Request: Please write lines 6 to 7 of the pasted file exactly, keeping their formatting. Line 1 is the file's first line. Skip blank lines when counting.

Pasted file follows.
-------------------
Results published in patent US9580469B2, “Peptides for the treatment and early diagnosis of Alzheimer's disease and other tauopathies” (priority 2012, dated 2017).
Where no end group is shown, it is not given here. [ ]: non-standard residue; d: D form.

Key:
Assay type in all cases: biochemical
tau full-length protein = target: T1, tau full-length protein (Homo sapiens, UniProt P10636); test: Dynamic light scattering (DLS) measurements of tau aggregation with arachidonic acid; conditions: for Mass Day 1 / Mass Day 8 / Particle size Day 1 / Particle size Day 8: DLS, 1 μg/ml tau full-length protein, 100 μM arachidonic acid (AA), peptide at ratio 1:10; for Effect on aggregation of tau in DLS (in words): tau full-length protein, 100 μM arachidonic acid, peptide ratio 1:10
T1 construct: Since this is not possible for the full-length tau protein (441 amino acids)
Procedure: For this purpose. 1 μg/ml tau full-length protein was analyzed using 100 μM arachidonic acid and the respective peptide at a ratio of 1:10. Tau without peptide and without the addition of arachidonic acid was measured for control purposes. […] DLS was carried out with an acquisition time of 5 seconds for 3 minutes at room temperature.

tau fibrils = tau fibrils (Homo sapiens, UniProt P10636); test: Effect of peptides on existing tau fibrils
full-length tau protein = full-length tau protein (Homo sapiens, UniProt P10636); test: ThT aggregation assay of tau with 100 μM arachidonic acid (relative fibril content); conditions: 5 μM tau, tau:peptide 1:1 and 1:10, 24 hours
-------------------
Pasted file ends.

T1 construct: Since this is not possible for the full-length tau protein (441 amino acids)
Procedure: For this purpose. 1 μg/ml tau full-length protein was analyzed using 100 μM arachidonic acid and the respective peptide at a ratio of 1:10. Tau without peptide and without the addition of arachidonic acid was measured for control purposes. […] DLS was carried out with an acquisition time of 5 seconds for 3 minutes at room temperature.